14. John Dirk

    John Dirk Cinematographer
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    Not really. They'll want proof that the set was connected to a working surge protector. How can anyone really know or prove whether their surge protector was in working condition before a power hit? If it was they'll still want to investigate. If it wasn't you're immediately out of luck.
     
  15. Mysto

    Mysto Screenwriter

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    I don't have a hard and fast rule but I still agree. Statistically warranties are not worth it. I look at the exposure. We live in the Florida lighting corridor. So I bought on my TV and also on my Projector. (In our case we were covered for surges and they didn't challenge (and yes everything is on a surge protector)) but I always pass on the coverage of smaller, less expensive items.

    The only coverage I always get is cruise travel insurance - A helicopter ride off a ship can be $50,000+.
     
  16. Kyrsten Brad

    Kyrsten Brad Cinematographer

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    Just talked to my credit card / bank. They will add 1 year to the warranty coverage for using the card to make the purchase. So that’s two years.
    Of course everything is on a surge protector and I’ve had no issues ever with my old Vizio 70.

    Next stop, my insurance company (USAA) to see about special coverage (floater policy) which I already have on my camera equipment. I’ll see if they’ll extend coverage to the TV.
     
  17. Todd Erwin

    Todd Erwin Producer
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    Forgot to include image burn-in, which is a problem on OLED, that is not covered by the mfr.
     
  18. John Dirk

    John Dirk Cinematographer
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    Have you ever actually used this "insurance." I've been on a whole lot of cruise ships all over the world. Never needed a helicopter. I'm not saying it's a bad deal for you, only that it is likely a bad idea for most. That's the nature of insurance. Scare the majority into logic programmed and designed for the masses when they know full well only a small fraction will ever benefit. Lottery...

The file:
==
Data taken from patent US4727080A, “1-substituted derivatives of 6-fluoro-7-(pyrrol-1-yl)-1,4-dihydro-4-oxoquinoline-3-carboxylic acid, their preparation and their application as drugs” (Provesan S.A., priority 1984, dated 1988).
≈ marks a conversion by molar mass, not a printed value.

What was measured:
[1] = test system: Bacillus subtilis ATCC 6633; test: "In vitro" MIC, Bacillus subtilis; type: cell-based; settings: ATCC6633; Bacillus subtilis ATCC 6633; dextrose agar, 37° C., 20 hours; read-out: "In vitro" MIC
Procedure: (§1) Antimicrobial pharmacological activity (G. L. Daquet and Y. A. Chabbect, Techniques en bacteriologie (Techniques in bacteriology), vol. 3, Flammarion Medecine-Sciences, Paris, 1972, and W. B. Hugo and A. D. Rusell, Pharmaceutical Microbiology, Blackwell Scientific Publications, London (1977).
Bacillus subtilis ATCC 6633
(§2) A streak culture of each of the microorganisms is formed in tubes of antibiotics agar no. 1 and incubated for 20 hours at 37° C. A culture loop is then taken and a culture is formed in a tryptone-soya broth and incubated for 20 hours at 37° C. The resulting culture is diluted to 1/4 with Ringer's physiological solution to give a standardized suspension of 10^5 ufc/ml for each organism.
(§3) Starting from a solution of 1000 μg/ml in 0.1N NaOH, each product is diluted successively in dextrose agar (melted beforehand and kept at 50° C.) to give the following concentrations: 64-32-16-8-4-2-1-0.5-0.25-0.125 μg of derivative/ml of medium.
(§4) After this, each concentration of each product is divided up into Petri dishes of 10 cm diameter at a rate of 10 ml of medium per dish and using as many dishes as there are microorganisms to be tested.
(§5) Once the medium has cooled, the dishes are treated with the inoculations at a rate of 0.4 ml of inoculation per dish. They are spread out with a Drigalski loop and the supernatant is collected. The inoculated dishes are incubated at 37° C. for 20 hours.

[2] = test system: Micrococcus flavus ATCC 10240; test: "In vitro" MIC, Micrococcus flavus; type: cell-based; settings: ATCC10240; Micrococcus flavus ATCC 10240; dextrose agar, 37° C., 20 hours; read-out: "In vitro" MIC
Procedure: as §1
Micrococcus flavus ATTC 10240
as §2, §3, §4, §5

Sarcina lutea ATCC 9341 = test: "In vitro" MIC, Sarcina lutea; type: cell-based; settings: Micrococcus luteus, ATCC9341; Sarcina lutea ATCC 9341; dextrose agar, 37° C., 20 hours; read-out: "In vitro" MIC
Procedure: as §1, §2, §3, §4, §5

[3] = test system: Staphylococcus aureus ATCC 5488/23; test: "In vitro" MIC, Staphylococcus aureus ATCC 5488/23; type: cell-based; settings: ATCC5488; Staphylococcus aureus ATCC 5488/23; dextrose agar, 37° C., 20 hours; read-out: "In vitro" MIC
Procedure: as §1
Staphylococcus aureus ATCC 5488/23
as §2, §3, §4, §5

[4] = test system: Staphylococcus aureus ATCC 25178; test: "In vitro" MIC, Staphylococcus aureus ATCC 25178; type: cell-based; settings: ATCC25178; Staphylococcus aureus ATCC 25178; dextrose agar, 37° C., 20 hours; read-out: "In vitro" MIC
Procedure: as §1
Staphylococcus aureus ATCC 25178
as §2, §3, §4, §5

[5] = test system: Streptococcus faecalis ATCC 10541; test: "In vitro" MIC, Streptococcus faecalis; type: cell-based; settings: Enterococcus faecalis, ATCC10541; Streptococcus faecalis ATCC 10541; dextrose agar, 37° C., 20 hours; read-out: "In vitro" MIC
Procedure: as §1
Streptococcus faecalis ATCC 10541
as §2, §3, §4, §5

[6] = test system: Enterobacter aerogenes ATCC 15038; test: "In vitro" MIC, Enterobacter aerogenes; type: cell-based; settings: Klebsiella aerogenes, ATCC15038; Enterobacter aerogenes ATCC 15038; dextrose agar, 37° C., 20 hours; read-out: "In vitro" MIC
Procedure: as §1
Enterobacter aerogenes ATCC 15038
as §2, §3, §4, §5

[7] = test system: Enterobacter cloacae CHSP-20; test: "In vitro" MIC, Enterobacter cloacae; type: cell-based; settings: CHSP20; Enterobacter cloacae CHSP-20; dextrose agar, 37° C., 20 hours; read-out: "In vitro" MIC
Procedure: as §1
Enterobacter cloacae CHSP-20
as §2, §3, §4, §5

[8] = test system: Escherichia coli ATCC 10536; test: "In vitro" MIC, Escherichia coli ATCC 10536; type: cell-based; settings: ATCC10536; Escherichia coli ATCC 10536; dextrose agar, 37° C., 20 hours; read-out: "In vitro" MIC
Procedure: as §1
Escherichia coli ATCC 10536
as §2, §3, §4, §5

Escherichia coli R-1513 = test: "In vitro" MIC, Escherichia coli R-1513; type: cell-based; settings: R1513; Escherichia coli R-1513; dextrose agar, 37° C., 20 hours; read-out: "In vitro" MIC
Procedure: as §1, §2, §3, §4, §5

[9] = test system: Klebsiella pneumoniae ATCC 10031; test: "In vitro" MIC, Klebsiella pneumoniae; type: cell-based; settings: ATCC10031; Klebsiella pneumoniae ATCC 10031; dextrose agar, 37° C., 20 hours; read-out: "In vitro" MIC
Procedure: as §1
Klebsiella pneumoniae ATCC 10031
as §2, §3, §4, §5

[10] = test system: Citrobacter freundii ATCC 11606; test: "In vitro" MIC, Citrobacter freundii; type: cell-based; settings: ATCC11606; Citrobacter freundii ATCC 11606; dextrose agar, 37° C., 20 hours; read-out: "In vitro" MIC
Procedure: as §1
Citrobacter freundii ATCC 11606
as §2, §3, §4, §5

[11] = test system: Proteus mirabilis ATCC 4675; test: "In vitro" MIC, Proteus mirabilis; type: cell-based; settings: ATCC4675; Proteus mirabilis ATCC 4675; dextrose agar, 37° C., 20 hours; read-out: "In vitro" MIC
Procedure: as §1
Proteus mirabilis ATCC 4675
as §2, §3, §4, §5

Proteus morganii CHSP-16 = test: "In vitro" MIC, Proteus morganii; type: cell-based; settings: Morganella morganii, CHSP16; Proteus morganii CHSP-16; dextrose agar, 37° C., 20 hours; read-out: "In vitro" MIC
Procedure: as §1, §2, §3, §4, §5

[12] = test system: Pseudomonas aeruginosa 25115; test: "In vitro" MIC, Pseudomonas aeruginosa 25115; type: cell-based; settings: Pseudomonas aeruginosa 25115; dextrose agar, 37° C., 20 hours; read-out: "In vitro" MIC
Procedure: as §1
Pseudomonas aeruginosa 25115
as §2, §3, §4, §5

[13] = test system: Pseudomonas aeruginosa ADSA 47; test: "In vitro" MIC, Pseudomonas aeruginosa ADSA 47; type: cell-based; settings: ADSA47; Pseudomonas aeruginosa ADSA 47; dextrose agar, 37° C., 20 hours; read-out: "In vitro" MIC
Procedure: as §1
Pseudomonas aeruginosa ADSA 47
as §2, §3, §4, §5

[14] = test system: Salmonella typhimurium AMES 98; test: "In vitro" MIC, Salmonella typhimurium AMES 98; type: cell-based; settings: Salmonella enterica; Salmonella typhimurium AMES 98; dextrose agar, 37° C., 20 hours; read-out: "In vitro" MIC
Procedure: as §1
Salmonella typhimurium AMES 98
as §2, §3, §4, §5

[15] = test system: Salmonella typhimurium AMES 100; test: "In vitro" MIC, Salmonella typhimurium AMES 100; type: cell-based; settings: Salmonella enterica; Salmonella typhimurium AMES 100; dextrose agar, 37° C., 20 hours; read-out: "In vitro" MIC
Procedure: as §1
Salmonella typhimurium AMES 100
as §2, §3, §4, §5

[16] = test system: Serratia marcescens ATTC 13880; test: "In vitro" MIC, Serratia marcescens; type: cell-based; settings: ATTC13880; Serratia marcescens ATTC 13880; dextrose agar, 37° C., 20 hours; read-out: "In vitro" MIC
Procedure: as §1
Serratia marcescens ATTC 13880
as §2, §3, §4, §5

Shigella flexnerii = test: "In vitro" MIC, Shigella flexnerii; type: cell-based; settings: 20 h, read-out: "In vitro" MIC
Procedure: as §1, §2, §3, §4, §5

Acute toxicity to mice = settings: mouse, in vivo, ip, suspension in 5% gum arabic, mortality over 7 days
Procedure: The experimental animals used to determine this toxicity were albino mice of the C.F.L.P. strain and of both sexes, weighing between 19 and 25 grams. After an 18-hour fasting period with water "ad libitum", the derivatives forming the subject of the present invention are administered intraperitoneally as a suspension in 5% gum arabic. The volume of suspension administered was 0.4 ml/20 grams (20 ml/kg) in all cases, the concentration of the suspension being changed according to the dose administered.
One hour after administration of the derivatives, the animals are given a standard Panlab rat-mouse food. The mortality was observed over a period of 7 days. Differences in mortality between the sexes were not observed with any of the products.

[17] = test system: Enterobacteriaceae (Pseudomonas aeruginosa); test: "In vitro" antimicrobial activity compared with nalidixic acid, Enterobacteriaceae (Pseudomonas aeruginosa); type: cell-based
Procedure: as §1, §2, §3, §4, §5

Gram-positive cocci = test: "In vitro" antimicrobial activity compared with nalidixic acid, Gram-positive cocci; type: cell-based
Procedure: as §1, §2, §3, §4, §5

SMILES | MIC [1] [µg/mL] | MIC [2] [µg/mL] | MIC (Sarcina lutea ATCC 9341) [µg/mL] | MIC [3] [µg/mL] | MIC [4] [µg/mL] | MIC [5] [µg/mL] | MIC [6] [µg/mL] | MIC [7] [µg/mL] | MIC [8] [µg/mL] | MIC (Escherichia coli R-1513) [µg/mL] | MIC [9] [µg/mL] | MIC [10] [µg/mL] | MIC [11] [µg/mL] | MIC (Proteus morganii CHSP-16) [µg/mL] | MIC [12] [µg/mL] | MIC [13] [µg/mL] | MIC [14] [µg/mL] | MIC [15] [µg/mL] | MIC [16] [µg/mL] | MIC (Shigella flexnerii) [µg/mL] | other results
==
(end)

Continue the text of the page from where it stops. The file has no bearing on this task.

19. Mysto

    Mysto Screenwriter

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    I have met two people that didn't have it and needed it. One was ruined financially. The cost vs. the exposure makes it a good deal for me. Like all insurance - it's a waste of money if you don't need/use it but for us we always have it. I don't care about trip cancellation (I can take that hit) just medical - transportation (can run into hundreds of thousands). I also have an umbrella policy for liability. I don't want my retirement to go to someone with a a helicopter or a lawsuit. I don't sell the stuff and I can only say what I do. YMMV. All the best.
     
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  20. John Dirk

    John Dirk Cinematographer
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    I'm very happy to hear this as I've heard horror stories about how insurance companies treat people who file legitimate claims for [supposedly] covered items. We get a lot of storms here in ATL too. I guess I like to self insure wherever practical so I installed a whole house surge protector at my service panels and also use individual protectors on my sensitive electronics. I tried to get the trifecta which would be a protector at the meter but [wouldn't you know] my power company won't sell me the unit I need and won't allow the [required] scheduled power disconnect for me to install my own. They insist on an "insurance plan" which basically means I'm leasing a unit from them in perpetuity. Yea, I'm not a fan of insurance in any of its forms.